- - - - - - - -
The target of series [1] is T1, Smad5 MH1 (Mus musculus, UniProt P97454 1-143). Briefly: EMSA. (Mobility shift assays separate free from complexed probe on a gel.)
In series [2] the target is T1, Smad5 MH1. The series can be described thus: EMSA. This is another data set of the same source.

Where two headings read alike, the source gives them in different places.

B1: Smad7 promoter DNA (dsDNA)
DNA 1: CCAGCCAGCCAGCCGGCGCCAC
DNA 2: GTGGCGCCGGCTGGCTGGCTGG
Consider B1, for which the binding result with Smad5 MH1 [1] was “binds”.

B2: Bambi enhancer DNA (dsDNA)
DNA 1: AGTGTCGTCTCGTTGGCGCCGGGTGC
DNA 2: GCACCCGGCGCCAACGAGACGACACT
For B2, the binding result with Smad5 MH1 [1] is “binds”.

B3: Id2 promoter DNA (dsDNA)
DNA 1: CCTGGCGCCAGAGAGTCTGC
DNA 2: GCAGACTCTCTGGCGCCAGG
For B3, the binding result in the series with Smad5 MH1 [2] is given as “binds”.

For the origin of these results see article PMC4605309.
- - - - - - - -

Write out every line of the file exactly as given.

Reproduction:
The target of series [1] is T1, Smad5 MH1 (Mus musculus, UniProt P97454 1-143). Briefly: EMSA. (Mobility shift assays separate free from complexed probe on a gel.)
In series [2] the target is T1, Smad5 MH1. The series can be described thus: EMSA. This is another data set of the same source.

Where two headings read alike, the source gives them in different places.

B1: Smad7 promoter DNA (dsDNA)
DNA 1: CCAGCCAGCCAGCCGGCGCCAC
DNA 2: GTGGCGCCGGCTGGCTGGCTGG
Consider B1, for which the binding result with Smad5 MH1 [1] was “binds”.

B2: Bambi enhancer DNA (dsDNA)
DNA 1: AGTGTCGTCTCGTTGGCGCCGGGTGC
DNA 2: GCACCCGGCGCCAACGAGACGACACT
For B2, the binding result with Smad5 MH1 [1] is “binds”.

B3: Id2 promoter DNA (dsDNA)
DNA 1: CCTGGCGCCAGAGAGTCTGC
DNA 2: GCAGACTCTCTGGCGCCAGG
For B3, the binding result in the series with Smad5 MH1 [2] is given as “binds”.

For the origin of these results see article PMC4605309.